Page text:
With the COP21 UN Climate Change Conference in Paris set to determine the world’s future in the coming days, Mukti Mitchell – celebrated eco trailblazer and author of The Guide to Low Carbon Lifestyles – shares ten simple ways we can all reduce our personal carbon footprint and play our part in reducing climate change.
After 20 years of experimenting with sustainable living, Mukti Mitchell passionately advocates that adopting a low carbon lifestyle improves your quality of life. He says: “As you help reduce climate change you also dramatically improve your quality of life, so low carbon lifestyles solve both these problems together. And you get immediate feedback, you’ll feel better within a month. Your gift to your planet is your gift to yourself.”
Mukti is the Director of CosyHome Company, winner of the CIOB (Chartered Institute of Building) Southwest Sustainability Award (2011), awarded for its energy-saving insulations for period houses and substantial contribution towards making Britain’s buildings more sustainable. He famously built and sailed an award-winning eco micro yacht around Britain in 2007 endorsed by The Prince of Wales, the Prime Minister and several environmental organisations, and his 45 talks along the way extolling the benefits and simple application of low carbon lifestyles reached an audience of 10 million.
Mukti’s sustainability research highlights that a typical UK annual carbon footprint of 10 tons of CO2 per person comprises of five key lifestyle areas, emitting around two tonnes each: home heating, transportation, food production/distribution, holidays, and buying products. So for a low carbon lifestyle, he endorses insulating your home, sharing transport, eating organic local food, taking holidays by ground transport, and purchasing long-lasting products.
Mukti Mitchell says: “The most satisfying approach is to measure your carbon footprint and then aim to reduce it by 4% per year, which is easily achievable. Look at the different lifestyle areas that make up your carbon footprint and start with the ones you find easiest to address. Don’t feel guilty about your carbon footprint – we’ve all been encouraged that successful lives mean getting wealthy and consuming more! The bigger your carbon footprint is to start with, the more easily you can reduce it. And there’s room for treats with a low carbon lifestyle – occasional exotic foods from abroad or a drive to the cinema make little difference, it’s your regular daily activities that mount up across the year.”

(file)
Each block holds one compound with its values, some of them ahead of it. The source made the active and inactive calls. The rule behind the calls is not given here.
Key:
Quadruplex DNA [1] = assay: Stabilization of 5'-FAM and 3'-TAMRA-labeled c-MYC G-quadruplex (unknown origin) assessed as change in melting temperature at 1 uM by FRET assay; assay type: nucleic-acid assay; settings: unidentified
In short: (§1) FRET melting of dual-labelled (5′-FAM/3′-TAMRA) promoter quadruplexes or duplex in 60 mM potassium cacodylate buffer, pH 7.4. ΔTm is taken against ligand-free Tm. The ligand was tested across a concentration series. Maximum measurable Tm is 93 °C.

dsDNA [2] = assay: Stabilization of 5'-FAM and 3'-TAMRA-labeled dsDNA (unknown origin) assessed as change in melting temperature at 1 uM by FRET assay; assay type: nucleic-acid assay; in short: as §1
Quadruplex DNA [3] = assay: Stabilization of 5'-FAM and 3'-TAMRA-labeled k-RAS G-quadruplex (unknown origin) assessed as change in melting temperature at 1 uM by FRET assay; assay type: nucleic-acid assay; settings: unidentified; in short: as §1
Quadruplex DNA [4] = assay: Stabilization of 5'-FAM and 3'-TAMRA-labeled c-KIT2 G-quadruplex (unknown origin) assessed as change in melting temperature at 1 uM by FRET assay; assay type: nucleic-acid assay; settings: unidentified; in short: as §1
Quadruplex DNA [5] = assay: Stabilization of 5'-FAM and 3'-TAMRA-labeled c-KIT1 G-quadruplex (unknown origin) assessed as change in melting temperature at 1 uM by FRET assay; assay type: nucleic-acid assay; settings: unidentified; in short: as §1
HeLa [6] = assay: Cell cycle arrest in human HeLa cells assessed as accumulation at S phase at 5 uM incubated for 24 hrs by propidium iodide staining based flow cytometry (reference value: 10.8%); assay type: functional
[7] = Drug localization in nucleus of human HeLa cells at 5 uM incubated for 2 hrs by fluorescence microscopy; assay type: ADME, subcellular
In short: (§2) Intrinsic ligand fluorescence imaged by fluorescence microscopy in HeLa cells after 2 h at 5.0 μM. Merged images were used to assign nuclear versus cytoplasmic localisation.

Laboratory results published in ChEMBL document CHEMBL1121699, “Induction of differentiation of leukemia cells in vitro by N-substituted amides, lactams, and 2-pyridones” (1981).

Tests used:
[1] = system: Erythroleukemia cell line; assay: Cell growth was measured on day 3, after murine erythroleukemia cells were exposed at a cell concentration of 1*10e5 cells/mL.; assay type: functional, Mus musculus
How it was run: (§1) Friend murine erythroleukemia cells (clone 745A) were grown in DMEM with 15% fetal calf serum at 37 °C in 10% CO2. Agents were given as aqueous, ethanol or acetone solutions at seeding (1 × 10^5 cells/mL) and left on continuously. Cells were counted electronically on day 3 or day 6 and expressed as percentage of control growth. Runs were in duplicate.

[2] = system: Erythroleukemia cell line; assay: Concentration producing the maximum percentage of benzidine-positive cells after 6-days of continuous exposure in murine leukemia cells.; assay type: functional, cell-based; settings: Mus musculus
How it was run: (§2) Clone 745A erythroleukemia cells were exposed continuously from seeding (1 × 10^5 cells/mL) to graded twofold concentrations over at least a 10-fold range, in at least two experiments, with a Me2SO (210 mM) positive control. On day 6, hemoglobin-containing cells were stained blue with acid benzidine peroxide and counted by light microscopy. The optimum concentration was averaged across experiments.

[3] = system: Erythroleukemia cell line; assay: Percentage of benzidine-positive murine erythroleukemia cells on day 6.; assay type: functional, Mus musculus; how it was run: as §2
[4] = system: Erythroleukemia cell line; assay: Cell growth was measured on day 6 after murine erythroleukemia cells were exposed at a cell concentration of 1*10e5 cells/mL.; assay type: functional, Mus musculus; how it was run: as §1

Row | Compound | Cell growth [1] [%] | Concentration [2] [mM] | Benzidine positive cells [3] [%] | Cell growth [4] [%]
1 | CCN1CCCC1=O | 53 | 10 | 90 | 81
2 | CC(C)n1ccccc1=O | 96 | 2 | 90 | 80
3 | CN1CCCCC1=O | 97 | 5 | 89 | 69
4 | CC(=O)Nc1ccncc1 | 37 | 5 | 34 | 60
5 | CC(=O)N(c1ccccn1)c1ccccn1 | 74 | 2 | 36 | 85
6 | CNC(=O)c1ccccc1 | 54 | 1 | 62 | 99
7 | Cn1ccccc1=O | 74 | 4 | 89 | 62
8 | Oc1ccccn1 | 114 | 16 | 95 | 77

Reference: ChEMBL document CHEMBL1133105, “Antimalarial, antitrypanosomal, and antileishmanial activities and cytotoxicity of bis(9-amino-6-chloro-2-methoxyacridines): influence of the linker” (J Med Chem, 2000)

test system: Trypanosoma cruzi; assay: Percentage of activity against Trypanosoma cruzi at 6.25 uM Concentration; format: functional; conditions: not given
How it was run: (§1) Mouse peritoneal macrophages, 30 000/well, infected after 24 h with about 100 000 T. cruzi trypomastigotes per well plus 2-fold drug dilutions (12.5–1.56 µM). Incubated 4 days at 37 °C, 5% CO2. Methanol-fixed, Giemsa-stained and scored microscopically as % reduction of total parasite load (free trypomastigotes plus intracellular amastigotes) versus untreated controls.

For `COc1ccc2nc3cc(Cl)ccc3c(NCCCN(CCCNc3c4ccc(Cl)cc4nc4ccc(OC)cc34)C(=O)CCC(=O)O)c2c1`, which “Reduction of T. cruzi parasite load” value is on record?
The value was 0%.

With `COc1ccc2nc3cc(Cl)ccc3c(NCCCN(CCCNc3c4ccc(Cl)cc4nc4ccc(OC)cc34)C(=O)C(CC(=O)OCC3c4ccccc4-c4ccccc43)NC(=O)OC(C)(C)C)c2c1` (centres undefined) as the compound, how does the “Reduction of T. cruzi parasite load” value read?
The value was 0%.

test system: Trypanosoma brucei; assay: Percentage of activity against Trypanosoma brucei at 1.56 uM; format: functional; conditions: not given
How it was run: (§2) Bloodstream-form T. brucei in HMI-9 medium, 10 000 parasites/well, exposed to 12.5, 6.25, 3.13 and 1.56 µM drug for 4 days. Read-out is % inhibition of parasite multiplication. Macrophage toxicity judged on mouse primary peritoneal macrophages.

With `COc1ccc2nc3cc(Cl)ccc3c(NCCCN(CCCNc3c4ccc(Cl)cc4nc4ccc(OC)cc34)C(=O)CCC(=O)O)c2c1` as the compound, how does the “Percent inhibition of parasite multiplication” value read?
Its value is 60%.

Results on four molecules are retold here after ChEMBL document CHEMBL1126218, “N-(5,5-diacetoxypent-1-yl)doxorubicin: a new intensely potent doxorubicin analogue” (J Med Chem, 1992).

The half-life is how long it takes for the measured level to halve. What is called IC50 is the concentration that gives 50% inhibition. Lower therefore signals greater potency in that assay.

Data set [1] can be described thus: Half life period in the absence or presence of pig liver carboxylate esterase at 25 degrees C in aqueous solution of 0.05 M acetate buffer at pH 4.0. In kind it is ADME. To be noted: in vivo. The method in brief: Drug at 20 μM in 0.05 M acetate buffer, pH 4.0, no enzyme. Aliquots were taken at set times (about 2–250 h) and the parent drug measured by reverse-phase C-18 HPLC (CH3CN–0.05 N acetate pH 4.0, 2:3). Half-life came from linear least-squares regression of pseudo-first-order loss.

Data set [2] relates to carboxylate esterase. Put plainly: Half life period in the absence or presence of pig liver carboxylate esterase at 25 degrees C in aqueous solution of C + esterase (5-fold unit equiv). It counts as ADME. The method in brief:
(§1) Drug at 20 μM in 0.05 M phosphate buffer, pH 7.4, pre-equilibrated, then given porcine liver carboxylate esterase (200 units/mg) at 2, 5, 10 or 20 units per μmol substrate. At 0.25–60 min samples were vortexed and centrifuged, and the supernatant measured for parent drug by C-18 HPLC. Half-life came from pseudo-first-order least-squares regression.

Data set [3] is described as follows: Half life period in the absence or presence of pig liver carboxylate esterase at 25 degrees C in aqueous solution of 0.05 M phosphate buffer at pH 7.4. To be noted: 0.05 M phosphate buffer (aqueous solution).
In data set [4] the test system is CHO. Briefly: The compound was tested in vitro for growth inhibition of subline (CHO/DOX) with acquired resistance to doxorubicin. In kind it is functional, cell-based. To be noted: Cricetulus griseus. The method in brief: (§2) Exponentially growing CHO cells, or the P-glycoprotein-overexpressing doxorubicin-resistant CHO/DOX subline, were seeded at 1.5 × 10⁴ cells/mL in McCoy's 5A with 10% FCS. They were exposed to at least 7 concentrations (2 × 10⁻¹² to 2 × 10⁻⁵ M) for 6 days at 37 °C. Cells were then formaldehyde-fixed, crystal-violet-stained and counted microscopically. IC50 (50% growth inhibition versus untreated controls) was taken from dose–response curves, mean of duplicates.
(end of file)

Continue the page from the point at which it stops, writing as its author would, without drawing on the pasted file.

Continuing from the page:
You can measure your carbon footprint using the carbon calculator designed by Mukti. Recognised as the most user-friendly and accurate online, it’s available on the Resurgence magazine website: www.resurgence.org/carboncalculator .
Mukti Mitchell hopes the COP21 Paris conference could become one of the most important events in human history by instigating carbon reduction internationally. He says: “The most important thing is that an agreement is reached that enables the whole world to make a start together in implementing CO2 reductions. In reality we are inevitably going to raise the targets every few years, so ambitious goals needn’t be set at this stage. Rome wasn’t built in a day. The most important thing is to make a start, and we all hope that our leaders will do that in Paris.
“In addition, the more we can all do collectively to reduce our personal carbon footprints the better. This decade is the real opportunity to tackle climate change, in 20–30 years time the future will be set in stone. What’s called for is a change of mindset, and if we all pull together and do our best, we have a real opportunity.”